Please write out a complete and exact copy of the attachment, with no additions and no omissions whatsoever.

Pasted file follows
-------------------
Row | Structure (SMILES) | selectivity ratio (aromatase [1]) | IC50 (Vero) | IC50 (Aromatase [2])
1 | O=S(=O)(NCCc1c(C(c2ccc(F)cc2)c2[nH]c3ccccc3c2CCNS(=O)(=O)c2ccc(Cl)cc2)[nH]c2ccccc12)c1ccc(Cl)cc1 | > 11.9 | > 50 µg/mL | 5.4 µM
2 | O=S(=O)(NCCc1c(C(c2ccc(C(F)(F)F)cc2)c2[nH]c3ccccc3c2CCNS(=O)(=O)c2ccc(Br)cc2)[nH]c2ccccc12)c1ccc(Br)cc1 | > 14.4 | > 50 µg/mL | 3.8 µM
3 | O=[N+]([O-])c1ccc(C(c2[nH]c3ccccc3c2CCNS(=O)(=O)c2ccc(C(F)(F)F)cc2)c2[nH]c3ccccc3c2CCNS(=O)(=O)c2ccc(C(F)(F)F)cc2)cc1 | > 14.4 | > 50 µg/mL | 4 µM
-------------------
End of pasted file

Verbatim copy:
Row | Structure (SMILES) | selectivity ratio (aromatase [1]) | IC50 (Vero) | IC50 (Aromatase [2])
1 | O=S(=O)(NCCc1c(C(c2ccc(F)cc2)c2[nH]c3ccccc3c2CCNS(=O)(=O)c2ccc(Cl)cc2)[nH]c2ccccc12)c1ccc(Cl)cc1 | > 11.9 | > 50 µg/mL | 5.4 µM
2 | O=S(=O)(NCCc1c(C(c2ccc(C(F)(F)F)cc2)c2[nH]c3ccccc3c2CCNS(=O)(=O)c2ccc(Br)cc2)[nH]c2ccccc12)c1ccc(Br)cc1 | > 14.4 | > 50 µg/mL | 3.8 µM
3 | O=[N+]([O-])c1ccc(C(c2[nH]c3ccccc3c2CCNS(=O)(=O)c2ccc(C(F)(F)F)cc2)c2[nH]c3ccccc3c2CCNS(=O)(=O)c2ccc(C(F)(F)F)cc2)cc1 | > 14.4 | > 50 µg/mL | 4 µM